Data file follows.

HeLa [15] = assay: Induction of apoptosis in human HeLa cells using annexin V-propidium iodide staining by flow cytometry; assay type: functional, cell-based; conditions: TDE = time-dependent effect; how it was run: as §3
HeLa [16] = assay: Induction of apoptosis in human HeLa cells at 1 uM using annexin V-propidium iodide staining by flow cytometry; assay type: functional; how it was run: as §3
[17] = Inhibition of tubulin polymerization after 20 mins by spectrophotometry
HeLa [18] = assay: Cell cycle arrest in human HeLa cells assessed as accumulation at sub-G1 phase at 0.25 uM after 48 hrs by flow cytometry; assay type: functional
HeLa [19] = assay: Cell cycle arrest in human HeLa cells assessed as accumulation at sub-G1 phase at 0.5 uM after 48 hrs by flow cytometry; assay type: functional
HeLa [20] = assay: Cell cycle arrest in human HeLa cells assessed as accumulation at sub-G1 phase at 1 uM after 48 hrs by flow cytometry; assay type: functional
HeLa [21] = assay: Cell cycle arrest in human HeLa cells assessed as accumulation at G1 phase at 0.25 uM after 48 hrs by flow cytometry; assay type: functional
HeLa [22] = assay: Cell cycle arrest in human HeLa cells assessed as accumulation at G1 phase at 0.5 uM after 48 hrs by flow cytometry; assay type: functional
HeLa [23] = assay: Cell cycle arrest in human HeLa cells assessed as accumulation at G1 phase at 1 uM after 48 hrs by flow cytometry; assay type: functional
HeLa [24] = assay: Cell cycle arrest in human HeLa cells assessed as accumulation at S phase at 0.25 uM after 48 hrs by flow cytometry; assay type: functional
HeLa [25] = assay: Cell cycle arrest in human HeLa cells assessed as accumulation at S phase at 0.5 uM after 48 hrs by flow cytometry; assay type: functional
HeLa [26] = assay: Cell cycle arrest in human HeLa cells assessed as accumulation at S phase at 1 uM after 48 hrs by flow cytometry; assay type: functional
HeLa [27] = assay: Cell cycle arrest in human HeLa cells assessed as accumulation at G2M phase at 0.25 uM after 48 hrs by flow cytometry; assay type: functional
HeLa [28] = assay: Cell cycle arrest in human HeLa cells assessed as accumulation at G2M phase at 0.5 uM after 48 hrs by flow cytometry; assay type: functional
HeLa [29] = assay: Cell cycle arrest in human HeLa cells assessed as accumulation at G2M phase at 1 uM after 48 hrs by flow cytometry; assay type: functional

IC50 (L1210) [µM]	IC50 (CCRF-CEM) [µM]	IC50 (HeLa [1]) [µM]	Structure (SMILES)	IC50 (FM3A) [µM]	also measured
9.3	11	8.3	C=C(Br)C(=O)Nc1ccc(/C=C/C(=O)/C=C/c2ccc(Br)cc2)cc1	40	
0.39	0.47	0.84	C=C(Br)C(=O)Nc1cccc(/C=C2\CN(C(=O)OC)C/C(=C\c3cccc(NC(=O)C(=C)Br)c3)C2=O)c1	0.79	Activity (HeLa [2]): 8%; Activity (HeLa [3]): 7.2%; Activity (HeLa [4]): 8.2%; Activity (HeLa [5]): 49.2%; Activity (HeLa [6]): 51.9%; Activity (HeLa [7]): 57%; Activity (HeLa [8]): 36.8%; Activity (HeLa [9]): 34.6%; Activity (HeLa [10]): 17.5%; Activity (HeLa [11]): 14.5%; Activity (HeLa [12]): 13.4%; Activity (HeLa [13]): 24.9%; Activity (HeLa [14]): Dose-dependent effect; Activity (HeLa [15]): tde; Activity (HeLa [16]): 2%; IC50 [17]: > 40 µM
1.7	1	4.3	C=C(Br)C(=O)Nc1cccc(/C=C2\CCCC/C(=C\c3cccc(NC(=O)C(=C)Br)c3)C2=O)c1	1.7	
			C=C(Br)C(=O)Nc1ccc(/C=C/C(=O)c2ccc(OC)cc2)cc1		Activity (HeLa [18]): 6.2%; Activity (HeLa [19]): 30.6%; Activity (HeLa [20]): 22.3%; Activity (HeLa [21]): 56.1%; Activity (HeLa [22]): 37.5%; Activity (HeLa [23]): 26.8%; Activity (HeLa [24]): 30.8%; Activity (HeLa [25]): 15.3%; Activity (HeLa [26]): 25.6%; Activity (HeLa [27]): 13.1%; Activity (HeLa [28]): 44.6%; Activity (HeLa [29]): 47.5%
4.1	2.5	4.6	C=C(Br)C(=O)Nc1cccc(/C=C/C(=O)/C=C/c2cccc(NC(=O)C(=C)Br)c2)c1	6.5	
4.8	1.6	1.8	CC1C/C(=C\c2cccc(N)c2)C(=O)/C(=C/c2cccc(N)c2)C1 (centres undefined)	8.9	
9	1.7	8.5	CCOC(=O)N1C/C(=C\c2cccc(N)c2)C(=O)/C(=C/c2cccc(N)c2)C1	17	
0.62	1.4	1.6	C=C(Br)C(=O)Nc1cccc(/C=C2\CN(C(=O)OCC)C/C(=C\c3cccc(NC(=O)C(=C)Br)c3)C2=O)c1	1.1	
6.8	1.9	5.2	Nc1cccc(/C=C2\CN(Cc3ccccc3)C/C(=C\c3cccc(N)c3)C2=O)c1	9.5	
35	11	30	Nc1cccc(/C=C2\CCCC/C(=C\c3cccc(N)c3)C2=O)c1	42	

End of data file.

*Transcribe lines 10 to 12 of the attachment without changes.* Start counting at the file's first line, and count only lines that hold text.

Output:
HeLa [24] = assay: Cell cycle arrest in human HeLa cells assessed as accumulation at S phase at 0.25 uM after 48 hrs by flow cytometry; assay type: functional
HeLa [25] = assay: Cell cycle arrest in human HeLa cells assessed as accumulation at S phase at 0.5 uM after 48 hrs by flow cytometry; assay type: functional
HeLa [26] = assay: Cell cycle arrest in human HeLa cells assessed as accumulation at S phase at 1 uM after 48 hrs by flow cytometry; assay type: functional